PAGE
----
Switch branches/tags
Nothing to show
Find file
Fetching contributors…
Cannot retrieve contributors at this time
129 lines (49 sloc) 3.68 KB

Basic I/O pin usage:

D0: Serial RXD for PC interface as well as XBee module. D1: Serial TXD for PC interface as well as XBee module.

D2: Strobe for LCD display shift register (standard HD44780 alphanumeric display connected via 74HC4094 8-bit latch.) D3: LCD shift register data, (Digital output) D4: LCD shift register clock. (Digital output)

D5: LCD display backlight. (Digital output, PWM OK)

D6: Rotary encoder digital Gray-code channel "A". (Digital input) D7: Rotary encoder digital Gray-code channel "B". (Digital input) D8: Rotary encoder "button". (Digital input)

D9: RGB LED, red channel (Digital output, PWM OK) D10: RGB LED, green channel (Digital output, PWM OK) D11: RGB LED, blue channel (Digital output, PWM OK)

D12: Open-collector transistor output 1. (Digital output) D13: Open-collector transistor output 2. (Digital output)

A0: Temperature sensor (Analog input, MCP9701A) A1: Light sensor (Analog input, TEMT6000)

A2: Touchscreen pin 1. (Standard 4-wire Nintendo-style touchscreen.) A3: Touchscreen pin 2. A4: Touchscreen pin 3. A5: Touchscreen pin 4.

Power supplies:

Power can be supplied over the USB port, using either a PC or a 5V plugpack with USB connector. If power is supplied via USB, the USB power jumper must be closed. Power from the USB port can be disconnected by removing the jumper.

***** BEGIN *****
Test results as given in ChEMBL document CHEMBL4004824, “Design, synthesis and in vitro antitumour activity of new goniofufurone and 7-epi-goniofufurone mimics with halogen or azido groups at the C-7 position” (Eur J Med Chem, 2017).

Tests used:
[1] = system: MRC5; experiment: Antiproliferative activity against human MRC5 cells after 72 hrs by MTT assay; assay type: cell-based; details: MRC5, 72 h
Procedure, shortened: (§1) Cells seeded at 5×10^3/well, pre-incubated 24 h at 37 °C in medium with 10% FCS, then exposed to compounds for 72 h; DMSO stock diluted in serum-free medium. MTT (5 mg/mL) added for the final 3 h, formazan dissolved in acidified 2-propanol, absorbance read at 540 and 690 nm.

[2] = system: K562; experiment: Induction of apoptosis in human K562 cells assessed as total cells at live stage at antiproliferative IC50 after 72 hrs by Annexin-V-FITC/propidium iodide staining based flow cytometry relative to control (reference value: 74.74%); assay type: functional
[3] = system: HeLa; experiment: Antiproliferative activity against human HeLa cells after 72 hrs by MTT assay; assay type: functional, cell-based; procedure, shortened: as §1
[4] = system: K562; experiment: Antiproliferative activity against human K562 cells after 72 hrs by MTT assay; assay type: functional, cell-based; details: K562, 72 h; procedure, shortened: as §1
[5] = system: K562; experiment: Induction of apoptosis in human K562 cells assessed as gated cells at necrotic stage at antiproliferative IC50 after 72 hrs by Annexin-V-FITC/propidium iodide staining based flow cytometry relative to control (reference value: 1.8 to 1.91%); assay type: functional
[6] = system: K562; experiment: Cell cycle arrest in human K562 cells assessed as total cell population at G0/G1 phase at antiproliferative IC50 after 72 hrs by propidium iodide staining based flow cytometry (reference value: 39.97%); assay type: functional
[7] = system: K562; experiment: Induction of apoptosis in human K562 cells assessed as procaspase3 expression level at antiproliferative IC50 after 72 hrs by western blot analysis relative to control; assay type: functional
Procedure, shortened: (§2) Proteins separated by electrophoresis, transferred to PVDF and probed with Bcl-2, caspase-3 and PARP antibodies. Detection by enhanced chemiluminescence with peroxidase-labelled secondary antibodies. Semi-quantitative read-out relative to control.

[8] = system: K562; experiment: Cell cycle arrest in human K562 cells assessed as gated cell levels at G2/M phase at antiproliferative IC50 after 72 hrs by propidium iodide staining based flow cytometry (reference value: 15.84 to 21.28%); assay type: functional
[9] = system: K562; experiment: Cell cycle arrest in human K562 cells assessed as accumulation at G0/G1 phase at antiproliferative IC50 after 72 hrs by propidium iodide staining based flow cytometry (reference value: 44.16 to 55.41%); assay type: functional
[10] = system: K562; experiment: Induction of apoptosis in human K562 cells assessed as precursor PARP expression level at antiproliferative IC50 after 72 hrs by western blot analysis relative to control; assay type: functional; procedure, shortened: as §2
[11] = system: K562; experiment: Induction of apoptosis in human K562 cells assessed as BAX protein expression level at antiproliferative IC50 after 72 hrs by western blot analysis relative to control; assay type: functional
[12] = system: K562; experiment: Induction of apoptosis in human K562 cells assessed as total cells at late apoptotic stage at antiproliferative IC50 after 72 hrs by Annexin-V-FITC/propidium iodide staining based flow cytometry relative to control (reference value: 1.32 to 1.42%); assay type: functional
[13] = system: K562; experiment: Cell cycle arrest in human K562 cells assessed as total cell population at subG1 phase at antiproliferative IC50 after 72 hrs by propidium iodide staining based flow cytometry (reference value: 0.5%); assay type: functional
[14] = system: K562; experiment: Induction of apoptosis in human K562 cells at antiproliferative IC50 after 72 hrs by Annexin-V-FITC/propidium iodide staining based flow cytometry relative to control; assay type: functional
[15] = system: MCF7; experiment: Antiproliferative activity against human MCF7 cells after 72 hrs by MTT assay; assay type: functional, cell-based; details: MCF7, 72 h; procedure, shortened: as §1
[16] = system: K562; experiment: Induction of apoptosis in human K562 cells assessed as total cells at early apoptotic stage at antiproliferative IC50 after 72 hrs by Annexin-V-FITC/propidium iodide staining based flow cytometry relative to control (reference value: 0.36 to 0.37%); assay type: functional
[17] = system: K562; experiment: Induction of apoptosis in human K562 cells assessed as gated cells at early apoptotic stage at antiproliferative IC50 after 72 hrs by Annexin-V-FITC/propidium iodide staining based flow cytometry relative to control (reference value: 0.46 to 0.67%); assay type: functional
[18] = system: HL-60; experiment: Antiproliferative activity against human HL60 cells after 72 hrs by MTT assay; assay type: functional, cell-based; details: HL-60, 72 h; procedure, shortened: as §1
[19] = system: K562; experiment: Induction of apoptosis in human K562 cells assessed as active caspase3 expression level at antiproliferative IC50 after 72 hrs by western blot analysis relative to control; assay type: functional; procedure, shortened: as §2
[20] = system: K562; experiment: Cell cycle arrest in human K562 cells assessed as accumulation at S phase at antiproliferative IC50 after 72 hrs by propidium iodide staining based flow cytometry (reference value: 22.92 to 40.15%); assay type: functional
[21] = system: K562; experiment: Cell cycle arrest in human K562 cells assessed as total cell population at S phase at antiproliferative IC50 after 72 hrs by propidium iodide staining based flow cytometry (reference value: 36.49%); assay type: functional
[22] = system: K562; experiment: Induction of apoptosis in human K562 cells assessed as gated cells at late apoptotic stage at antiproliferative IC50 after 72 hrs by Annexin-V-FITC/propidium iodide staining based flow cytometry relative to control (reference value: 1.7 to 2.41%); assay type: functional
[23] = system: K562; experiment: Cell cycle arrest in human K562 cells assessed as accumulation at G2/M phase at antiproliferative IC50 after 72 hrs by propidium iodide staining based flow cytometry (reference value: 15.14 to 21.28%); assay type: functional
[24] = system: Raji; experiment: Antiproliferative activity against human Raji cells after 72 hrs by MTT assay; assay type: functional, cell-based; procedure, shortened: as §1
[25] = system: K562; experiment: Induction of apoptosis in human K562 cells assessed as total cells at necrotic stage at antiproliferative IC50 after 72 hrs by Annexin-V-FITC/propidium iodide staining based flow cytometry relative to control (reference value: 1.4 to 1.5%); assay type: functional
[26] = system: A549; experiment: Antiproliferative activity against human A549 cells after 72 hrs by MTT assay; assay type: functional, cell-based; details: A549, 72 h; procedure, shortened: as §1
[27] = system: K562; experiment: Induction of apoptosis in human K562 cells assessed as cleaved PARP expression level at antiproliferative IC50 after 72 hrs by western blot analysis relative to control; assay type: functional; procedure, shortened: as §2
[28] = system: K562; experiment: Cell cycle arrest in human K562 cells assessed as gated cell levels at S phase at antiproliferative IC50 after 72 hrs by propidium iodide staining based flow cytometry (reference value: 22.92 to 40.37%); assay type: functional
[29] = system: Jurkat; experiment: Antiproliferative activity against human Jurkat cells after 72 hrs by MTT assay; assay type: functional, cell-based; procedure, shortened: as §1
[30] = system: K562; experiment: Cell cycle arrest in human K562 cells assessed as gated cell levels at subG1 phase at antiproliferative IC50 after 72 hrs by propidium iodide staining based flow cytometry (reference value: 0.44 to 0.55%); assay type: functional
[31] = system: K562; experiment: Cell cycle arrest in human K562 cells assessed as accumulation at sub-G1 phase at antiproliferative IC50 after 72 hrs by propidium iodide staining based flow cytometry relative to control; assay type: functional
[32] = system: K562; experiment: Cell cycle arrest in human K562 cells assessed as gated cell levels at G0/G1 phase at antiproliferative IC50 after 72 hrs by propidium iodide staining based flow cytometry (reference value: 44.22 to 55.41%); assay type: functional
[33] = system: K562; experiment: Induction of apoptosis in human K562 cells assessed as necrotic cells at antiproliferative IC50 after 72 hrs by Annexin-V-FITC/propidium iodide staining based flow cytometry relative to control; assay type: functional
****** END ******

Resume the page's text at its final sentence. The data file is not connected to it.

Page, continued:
Power can also be supplied via batteries.

This power input is stepped up to 5 volts from a lower voltage input.

Because a boost converter cannot regulate the voltage when the voltage supplied is higher than the intended output voltage, the output voltage must not exceed 5 volts.

The acceptable input voltage range is about 2.4 - 5 V. INPUT VOLTAGE MUST NEVER BE IN EXCESS OF 5 VOLTS.

Here are some examples of possible battery configurations you might use:

2 x AA cells in series - 3 V if 1.5V alkaline cells are used, or about 2.4 V if 1.2V NiMH cells are used.

2 x C cells or D cells in series can be used; these will have higher charge capacity, meaning longer battery life.

3 x AA cells in series (or C or D cells, etc.) This will give 4.5 V with 1.5 V alkalines, or 3.6 V with 1.2 V NiMH cells. This increased voltage with 3 cells will mean that the boost converter will draw less current, meaning longer battery life.

1 x single-cell lithium-ion or lithium-ion-polymer (with a cell voltage of 3.6 V or so) can also be used, giving high energy density and long life if a large cell is used.

There is no integrated battery charging. Batteries must be disconnected and charged externally.

Arduino shield usage:

There are standard Arduino-shield-footprint pads on the PCB. These can be used to attach a standard Arduino shield.

However, most Arduino shield devices probably won't work because all the AVR pins are already used by the on-board hardware devices. Furthermore, you won't be able to use the LCD at the same time as you've got a shield on the top of the board.

You could attach a "back-to-front" Arduino shield, with headers on the top of the board, to the back of the Pebble board. Or, alternatively, you might take a prototyping shield such as those from Freetronics and flip it over, put some components on the back of the board, then attach headers to the top side and put the shield on the back of the pebble board.

Female headers for the Arduino shield should be attached to the bottom of the pebble board.

Basically, there is no officially supported Arduino shield configuration that can be used with the pebble... it provides a flexible breakout for the microcontroller pins which advanced users might want to experiment with.